Many terms in Equation (1) can be quantified a priori using information from previous studies or from reference panels. However, the big unknown in Equation (1) remains the LD between unobserved causal variants and PGS-SNPs. Understanding how much PGS-SNPs tag causal variants is critical to quantify and therefore predict the RA of PGS. To reduce this uncertainty, we focus in this study on PGS based on independent genome-wide significant (GWS) SNPs, which are more informative of the location of causal variants than sub-significant SNPs. Importantly, previous studies^{2,3,18,19} have shown reduced predictive performance of PGS across ancestry when the PGS includes sub-significant SNPs, which provides an additional rationale for concentrating on GWS SNPs. Note also that in the near future, as GWAS sample sizes increase, the accuracy of GWS-based PGS will become similar to that of genome-wide PGS approaches.

Given that causal variants are largely unknown, we propose a heuristic method that considers as a “candidate causal variant”, any SNP in LD (*r*^{2}>0.45) with a GWS SNP and located within 100 kb of the latter. This heuristics is justified by a previous study by Wu et al.^{20} which has quantified the fine-mapping precision of GWAS and has found over multiple computer simulations that causal variants lied within 100 kb of the GWS SNPs ~90% of the time and that LD *r*^{2} between causal and GWS SNPs was >0.45. Once candidate causal variants are identified for each independent GWS included in the PGS, we approximate Equation (1) by replacing and *r*_{jk,1}*r*_{jk,2} with the average of these quantities over all candidate causal variants, as shown below in Equation (2):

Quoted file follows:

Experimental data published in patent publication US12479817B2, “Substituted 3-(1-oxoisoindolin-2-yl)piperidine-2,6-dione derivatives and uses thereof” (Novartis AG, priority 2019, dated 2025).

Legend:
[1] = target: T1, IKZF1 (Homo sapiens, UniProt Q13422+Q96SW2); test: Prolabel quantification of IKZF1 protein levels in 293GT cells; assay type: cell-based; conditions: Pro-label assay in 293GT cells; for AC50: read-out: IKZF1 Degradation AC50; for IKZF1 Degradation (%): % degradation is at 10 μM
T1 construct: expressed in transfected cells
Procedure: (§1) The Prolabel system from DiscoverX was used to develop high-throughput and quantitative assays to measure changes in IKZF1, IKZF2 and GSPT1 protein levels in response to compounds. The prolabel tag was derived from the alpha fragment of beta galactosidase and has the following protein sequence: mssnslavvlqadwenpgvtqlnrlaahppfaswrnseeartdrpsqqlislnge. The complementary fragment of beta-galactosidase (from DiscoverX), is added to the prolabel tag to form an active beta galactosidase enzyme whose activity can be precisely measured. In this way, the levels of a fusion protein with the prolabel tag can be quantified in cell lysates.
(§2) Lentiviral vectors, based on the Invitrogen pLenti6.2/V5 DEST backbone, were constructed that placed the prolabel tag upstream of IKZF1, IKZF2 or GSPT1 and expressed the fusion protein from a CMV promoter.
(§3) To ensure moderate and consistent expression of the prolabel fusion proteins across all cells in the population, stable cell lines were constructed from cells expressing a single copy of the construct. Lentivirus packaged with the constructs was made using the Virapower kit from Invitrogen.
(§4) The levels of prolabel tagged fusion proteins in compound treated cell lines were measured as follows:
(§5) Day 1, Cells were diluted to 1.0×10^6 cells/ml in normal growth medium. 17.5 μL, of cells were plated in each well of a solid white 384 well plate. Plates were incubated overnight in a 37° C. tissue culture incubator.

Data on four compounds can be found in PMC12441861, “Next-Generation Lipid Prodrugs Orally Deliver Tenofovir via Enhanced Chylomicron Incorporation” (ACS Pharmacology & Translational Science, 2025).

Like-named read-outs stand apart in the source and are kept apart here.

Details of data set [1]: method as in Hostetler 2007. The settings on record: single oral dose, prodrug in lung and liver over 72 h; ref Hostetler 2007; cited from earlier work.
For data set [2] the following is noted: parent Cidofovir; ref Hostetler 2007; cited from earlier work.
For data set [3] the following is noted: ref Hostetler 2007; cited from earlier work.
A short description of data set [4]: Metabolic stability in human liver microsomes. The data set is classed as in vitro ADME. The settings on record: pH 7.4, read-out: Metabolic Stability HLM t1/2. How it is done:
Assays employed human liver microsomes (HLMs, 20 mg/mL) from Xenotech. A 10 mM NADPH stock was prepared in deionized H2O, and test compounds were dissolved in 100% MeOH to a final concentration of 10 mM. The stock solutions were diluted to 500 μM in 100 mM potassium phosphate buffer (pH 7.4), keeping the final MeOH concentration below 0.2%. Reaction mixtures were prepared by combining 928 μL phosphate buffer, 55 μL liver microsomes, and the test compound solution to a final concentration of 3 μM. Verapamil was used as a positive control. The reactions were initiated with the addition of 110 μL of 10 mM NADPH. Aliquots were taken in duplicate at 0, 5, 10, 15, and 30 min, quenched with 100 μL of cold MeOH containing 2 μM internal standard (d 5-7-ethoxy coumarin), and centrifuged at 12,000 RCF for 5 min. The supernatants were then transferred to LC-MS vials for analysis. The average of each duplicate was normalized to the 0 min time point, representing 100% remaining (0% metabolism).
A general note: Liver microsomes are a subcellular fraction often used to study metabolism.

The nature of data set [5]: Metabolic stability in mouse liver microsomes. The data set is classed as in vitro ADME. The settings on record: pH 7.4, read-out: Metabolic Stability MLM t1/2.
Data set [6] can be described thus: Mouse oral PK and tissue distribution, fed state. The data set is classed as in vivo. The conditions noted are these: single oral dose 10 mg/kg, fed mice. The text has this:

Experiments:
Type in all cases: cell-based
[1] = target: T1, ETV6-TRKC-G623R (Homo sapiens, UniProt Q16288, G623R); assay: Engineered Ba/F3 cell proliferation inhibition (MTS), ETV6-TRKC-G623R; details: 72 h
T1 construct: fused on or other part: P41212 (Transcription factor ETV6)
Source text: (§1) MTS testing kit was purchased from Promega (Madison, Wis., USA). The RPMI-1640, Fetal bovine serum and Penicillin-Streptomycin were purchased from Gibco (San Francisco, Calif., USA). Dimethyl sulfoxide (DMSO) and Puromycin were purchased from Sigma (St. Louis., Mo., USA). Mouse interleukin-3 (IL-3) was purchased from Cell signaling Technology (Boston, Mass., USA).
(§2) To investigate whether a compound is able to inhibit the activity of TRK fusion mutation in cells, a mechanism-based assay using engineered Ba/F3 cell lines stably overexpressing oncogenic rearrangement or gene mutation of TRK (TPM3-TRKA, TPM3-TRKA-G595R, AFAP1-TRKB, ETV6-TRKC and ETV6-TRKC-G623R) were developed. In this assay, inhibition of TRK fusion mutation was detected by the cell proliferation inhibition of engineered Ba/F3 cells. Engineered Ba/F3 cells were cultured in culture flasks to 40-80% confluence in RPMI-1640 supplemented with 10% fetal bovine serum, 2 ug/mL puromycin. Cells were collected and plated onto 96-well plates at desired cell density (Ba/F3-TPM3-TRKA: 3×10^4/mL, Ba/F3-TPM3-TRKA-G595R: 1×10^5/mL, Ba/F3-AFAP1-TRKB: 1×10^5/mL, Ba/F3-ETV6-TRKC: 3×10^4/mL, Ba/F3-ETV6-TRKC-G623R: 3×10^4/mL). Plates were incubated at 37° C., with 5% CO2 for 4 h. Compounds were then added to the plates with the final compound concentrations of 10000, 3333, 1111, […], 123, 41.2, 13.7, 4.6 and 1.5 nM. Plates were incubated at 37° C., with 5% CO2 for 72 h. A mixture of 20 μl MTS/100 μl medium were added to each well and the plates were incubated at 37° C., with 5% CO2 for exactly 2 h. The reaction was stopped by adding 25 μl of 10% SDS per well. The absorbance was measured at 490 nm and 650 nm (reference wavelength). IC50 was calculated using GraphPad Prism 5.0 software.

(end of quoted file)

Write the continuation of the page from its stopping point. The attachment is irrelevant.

where represents the effect size of the *k*^{th} PGS-SNP estimated in the discovery GWAS. We use the notation to denote the mean squared correlation of allele counts between the *k*^{th} PGS-SNP and all candidate causal SNPs within 100 kb. Similarly, we define as the mean of *r*_{jk,1}*r*_{jk,2}’s between the *k*^{th} PGS-SNP and all candidate causal SNPs within 100 kb.

Moreover, we assume that the accuracy of the PGS in samples of same ancestry as the discovery GWAS is known (e.g. estimated in an independent sample) and propose to quantify other input parameters such as allele frequencies and LD correlations using data from an ethnically diverse reference panel like that of Phase 3 of the 1000 Genomes Project (1KGP)^{21}. Finally, the quantification of *r _{b}* and requires access to phenotypic and genotypic data from the target population, which may not be available simultaneously. Therefore, when such data are unavailable our method can only quantify the fraction of the RA that is explained by allele frequencies and LD differences between populations.